What Will Darren Wilson Do Now He's Been Cleared Of Criminal Charges?

#PantsUPDontLOOT supporters now have a reason to celebrate: The grand jury in Ferguson has acquitted Darren Wilson in the Michael Brown shooting case. So what will Darren Wilson do next, now that he's been freed of any murder or manslaughter charges? Wilson, who has been on paid administrative leave from the department since the shooting in August, could go back to work, for one. However, it's a scenario that many believe is unlikely — it was rumored Friday that Wilson plans to resign — and even if he does go back to the Ferguson police department, there are still many scenarios that could play out.

Now that any criminal charges have been dropped, Wilson is legally permitted to resume his position within the Ferguson police department, but after the last few months, which have seen intense protests condemning the officer, it would be an unexpected move for him to return to work as if nothing had happened. If he does return to his post, Wilson could also be subjected to an internal investigation and receive disciplinary action from his department.

Another scenario would be a change in his job duties. Instead of returning to his position as a field officer, Wilson could be relegated to desk duties. The department could risk even more bad PR by accepting the officer back without any repercussions, even if he is acquitted, and therefore may feel forced to demote him as a statement.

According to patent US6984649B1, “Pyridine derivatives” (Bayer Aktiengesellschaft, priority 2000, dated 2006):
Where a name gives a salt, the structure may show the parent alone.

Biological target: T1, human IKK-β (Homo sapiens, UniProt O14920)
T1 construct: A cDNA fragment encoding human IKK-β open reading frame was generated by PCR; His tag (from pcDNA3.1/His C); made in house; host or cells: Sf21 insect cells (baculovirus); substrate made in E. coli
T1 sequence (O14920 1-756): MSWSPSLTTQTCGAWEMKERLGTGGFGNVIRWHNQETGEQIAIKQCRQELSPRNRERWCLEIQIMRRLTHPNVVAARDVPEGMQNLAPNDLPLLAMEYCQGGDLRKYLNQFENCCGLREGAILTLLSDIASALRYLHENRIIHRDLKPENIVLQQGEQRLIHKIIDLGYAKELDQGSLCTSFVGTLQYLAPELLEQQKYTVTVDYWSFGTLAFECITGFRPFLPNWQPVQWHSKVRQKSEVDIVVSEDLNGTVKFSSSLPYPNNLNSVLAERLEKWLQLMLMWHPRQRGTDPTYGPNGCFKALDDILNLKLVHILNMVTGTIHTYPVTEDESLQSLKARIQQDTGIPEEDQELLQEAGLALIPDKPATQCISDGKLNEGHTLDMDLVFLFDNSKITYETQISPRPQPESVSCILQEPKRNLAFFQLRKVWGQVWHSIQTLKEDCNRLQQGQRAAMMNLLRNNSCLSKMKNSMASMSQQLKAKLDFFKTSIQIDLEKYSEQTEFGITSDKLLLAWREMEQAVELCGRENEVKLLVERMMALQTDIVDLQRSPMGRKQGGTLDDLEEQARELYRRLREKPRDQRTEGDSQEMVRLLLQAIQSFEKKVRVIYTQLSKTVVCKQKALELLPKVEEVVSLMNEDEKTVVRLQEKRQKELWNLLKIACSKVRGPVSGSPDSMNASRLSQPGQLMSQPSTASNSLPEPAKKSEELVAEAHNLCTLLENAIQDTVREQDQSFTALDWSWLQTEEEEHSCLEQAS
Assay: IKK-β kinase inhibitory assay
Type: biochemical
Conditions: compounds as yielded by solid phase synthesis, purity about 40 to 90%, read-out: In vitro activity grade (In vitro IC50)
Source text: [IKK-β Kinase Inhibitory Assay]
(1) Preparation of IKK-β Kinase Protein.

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Yet another scenario would be Wilson choosing to find employment in a different police department in order to try and shake the stigma that would undoubtedly follow him in Ferguson. After being dragged through a months-long legal process, Wilson may take his acquittal as a sign to start fresh somewhere completely new and far away from Ferguson, Missouri. As a divorcé, it would be fairly easy for him to pick up and go.

And yet another scenario would be for Wilson to quit the profession altogether. Perhaps he's been traumatized by the events surrounding the Brown shooting and can't even fathom going back to policing. As a free man, the options would be nearly endless for him.

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The world had been waiting with bated breath for the grand jury's decision regarding officer Wilson, who fatally shot unarmed black teen Michael Brown on August 9. The jury weighed several charges for Wilson, including first-degree murder, all of which he was able to escape.

The most serious charge, first-degree murder, would have needed proof that Wilson had deliberated before killing Brown. For that charge he could have been sentenced to life in prison without parole, or worse, the death penalty. The jury also weighed second-degree murder, voluntary manslaughter, the act of killing someone under the influence of a heated moment, and involuntary manslaughter, which is the act of killing someone by being reckless. Wilson would have faced five to 15 years for voluntary manslaughter and up to seven years for involuntary.

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